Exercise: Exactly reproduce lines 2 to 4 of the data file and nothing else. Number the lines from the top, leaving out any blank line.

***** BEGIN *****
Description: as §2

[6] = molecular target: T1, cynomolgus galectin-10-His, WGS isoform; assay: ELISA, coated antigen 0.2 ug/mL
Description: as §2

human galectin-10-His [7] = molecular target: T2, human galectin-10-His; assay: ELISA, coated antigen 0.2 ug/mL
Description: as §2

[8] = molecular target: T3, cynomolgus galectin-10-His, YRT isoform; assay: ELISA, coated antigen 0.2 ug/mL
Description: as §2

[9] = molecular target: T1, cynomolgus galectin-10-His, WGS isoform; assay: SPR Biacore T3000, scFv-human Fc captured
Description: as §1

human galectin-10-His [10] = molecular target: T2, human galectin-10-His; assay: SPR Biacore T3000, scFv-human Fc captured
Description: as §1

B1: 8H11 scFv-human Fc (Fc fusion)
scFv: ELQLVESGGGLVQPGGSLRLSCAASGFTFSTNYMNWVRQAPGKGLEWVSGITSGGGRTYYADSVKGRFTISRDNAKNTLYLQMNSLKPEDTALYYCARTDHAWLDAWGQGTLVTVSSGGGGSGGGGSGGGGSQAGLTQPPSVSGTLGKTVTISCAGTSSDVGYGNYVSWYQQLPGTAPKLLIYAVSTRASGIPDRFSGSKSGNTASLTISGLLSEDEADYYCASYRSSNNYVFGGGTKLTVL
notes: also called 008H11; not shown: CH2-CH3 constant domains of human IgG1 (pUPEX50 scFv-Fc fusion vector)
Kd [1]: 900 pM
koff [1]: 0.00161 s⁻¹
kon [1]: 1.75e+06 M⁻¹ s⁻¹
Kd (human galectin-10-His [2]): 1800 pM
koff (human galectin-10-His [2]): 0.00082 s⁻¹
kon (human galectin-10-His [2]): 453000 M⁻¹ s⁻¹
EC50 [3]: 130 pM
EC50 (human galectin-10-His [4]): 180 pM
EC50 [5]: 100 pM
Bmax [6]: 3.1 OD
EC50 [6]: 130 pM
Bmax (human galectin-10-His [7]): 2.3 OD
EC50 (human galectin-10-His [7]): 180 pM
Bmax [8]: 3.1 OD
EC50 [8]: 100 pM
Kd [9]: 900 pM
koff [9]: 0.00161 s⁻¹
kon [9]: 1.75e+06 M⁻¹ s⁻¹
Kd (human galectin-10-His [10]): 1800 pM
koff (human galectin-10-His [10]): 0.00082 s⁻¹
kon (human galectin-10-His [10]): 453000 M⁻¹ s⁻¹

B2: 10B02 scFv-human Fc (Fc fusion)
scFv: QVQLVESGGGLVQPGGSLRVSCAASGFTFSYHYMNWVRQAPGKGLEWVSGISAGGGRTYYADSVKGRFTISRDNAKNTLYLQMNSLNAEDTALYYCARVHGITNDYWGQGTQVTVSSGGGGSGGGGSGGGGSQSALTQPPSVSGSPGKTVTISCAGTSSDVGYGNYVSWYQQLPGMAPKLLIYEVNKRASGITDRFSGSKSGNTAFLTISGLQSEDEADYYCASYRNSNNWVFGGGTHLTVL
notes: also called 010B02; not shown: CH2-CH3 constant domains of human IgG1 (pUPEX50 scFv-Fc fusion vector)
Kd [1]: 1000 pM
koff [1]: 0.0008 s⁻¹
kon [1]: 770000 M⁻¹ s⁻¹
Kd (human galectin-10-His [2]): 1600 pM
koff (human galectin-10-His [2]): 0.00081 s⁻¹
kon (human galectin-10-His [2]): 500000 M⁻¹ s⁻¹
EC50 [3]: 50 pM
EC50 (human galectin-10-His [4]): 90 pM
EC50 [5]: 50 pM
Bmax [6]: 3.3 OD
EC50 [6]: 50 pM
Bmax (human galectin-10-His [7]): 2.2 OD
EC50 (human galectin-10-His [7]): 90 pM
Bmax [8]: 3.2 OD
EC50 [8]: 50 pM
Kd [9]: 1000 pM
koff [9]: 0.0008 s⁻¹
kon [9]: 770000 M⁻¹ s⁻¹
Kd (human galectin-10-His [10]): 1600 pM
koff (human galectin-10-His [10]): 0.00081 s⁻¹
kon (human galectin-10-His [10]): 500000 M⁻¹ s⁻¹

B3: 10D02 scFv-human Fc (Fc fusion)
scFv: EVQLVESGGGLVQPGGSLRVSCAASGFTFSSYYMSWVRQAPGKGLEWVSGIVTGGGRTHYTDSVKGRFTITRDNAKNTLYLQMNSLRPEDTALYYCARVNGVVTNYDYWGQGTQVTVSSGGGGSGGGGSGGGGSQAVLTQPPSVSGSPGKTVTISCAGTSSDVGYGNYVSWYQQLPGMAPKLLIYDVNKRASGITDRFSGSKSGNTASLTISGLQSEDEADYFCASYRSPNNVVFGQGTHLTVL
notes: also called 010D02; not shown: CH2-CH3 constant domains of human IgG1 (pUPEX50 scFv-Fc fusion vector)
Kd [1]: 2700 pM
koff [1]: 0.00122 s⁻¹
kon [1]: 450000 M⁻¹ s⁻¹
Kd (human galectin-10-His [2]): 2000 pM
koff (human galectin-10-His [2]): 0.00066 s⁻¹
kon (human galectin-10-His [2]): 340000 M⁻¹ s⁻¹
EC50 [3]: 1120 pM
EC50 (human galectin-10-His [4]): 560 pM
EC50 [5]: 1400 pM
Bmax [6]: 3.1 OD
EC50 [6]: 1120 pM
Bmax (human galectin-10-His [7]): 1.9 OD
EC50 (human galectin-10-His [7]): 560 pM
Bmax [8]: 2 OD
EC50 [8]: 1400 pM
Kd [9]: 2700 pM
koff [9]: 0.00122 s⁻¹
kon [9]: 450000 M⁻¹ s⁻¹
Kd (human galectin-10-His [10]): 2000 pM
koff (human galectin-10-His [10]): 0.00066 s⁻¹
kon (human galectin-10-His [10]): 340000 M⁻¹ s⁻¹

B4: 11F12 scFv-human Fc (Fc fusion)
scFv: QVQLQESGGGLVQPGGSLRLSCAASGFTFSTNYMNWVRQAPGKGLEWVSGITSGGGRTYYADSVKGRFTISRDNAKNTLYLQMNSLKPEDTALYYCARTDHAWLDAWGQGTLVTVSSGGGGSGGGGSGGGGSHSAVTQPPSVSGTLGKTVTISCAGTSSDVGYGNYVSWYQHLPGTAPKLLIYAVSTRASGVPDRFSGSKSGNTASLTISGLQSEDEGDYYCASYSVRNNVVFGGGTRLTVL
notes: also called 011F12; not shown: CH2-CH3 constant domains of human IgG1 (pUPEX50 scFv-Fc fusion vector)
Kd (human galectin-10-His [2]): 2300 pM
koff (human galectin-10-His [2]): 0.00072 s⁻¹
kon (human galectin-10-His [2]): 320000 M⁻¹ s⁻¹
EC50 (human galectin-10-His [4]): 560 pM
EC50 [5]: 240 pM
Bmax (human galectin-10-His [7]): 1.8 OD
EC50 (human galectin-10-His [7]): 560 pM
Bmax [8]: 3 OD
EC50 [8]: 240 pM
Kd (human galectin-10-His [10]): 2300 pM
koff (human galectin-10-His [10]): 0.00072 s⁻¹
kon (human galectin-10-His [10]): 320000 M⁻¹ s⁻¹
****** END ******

[6] = molecular target: T1, cynomolgus galectin-10-His, WGS isoform; assay: ELISA, coated antigen 0.2 ug/mL
Description: as §2

human galectin-10-His [7] = molecular target: T2, human galectin-10-His; assay: ELISA, coated antigen 0.2 ug/mL